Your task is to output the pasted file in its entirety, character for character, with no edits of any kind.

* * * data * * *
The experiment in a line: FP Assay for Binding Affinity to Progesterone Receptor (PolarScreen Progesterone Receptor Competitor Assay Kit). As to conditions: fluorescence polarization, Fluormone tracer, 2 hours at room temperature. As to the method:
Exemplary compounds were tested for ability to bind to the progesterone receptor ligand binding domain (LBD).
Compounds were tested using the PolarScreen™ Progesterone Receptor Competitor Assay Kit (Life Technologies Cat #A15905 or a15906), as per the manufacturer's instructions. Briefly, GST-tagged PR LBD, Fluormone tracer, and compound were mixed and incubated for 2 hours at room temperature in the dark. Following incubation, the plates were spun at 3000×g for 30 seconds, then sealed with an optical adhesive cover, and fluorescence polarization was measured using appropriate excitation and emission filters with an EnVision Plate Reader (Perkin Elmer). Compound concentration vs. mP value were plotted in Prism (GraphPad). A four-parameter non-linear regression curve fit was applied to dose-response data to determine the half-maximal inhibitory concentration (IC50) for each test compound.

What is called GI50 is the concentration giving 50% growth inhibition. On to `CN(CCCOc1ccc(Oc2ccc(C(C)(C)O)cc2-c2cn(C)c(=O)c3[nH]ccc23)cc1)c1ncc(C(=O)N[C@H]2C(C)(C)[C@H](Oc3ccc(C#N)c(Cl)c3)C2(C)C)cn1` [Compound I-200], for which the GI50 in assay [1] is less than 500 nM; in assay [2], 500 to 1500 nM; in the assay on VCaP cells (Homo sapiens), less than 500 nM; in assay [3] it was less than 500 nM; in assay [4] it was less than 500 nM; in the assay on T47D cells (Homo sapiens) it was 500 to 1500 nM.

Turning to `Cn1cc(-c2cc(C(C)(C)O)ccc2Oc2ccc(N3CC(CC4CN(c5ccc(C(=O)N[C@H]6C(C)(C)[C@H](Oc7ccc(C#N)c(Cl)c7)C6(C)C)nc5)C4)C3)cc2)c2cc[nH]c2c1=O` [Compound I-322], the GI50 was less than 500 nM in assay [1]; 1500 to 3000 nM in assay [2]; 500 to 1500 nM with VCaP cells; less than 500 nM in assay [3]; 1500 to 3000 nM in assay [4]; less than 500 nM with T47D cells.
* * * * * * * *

The experiment in a line: FP Assay for Binding Affinity to Progesterone Receptor (PolarScreen Progesterone Receptor Competitor Assay Kit). As to conditions: fluorescence polarization, Fluormone tracer, 2 hours at room temperature. As to the method:
Exemplary compounds were tested for ability to bind to the progesterone receptor ligand binding domain (LBD).
Compounds were tested using the PolarScreen™ Progesterone Receptor Competitor Assay Kit (Life Technologies Cat #A15905 or a15906), as per the manufacturer's instructions. Briefly, GST-tagged PR LBD, Fluormone tracer, and compound were mixed and incubated for 2 hours at room temperature in the dark. Following incubation, the plates were spun at 3000×g for 30 seconds, then sealed with an optical adhesive cover, and fluorescence polarization was measured using appropriate excitation and emission filters with an EnVision Plate Reader (Perkin Elmer). Compound concentration vs. mP value were plotted in Prism (GraphPad). A four-parameter non-linear regression curve fit was applied to dose-response data to determine the half-maximal inhibitory concentration (IC50) for each test compound.

What is called GI50 is the concentration giving 50% growth inhibition. On to `CN(CCCOc1ccc(Oc2ccc(C(C)(C)O)cc2-c2cn(C)c(=O)c3[nH]ccc23)cc1)c1ncc(C(=O)N[C@H]2C(C)(C)[C@H](Oc3ccc(C#N)c(Cl)c3)C2(C)C)cn1` [Compound I-200], for which the GI50 in assay [1] is less than 500 nM; in assay [2], 500 to 1500 nM; in the assay on VCaP cells (Homo sapiens), less than 500 nM; in assay [3] it was less than 500 nM; in assay [4] it was less than 500 nM; in the assay on T47D cells (Homo sapiens) it was 500 to 1500 nM.

Turning to `Cn1cc(-c2cc(C(C)(C)O)ccc2Oc2ccc(N3CC(CC4CN(c5ccc(C(=O)N[C@H]6C(C)(C)[C@H](Oc7ccc(C#N)c(Cl)c7)C6(C)C)nc5)C4)C3)cc2)c2cc[nH]c2c1=O` [Compound I-322], the GI50 was less than 500 nM in assay [1]; 1500 to 3000 nM in assay [2]; 500 to 1500 nM with VCaP cells; less than 500 nM in assay [3]; 1500 to 3000 nM in assay [4]; less than 500 nM with T47D cells.